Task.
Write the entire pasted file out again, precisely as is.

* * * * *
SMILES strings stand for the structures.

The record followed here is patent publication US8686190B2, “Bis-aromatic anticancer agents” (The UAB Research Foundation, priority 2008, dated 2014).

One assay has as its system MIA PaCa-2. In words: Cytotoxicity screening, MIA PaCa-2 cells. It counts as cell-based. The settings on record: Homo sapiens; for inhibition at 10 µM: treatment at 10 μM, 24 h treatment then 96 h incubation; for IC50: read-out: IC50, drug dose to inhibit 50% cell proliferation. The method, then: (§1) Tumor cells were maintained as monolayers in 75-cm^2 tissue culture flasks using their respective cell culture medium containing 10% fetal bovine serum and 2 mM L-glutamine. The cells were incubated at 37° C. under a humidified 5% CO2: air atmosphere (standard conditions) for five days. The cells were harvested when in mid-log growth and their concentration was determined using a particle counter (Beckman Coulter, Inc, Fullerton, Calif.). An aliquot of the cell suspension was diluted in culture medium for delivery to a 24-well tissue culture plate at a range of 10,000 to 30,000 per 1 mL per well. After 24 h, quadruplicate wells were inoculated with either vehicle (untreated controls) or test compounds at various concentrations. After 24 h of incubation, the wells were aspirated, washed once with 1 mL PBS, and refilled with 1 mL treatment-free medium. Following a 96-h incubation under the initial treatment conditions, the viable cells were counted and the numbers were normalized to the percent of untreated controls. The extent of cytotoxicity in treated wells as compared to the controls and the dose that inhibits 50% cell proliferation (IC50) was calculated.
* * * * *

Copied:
SMILES strings stand for the structures.

The record followed here is patent publication US8686190B2, “Bis-aromatic anticancer agents” (The UAB Research Foundation, priority 2008, dated 2014).

One assay has as its system MIA PaCa-2. In words: Cytotoxicity screening, MIA PaCa-2 cells. It counts as cell-based. The settings on record: Homo sapiens; for inhibition at 10 µM: treatment at 10 μM, 24 h treatment then 96 h incubation; for IC50: read-out: IC50, drug dose to inhibit 50% cell proliferation. The method, then: (§1) Tumor cells were maintained as monolayers in 75-cm^2 tissue culture flasks using their respective cell culture medium containing 10% fetal bovine serum and 2 mM L-glutamine. The cells were incubated at 37° C. under a humidified 5% CO2: air atmosphere (standard conditions) for five days. The cells were harvested when in mid-log growth and their concentration was determined using a particle counter (Beckman Coulter, Inc, Fullerton, Calif.). An aliquot of the cell suspension was diluted in culture medium for delivery to a 24-well tissue culture plate at a range of 10,000 to 30,000 per 1 mL per well. After 24 h, quadruplicate wells were inoculated with either vehicle (untreated controls) or test compounds at various concentrations. After 24 h of incubation, the wells were aspirated, washed once with 1 mL PBS, and refilled with 1 mL treatment-free medium. Following a 96-h incubation under the initial treatment conditions, the viable cells were counted and the numbers were normalized to the percent of untreated controls. The extent of cytotoxicity in treated wells as compared to the controls and the dose that inhibits 50% cell proliferation (IC50) was calculated.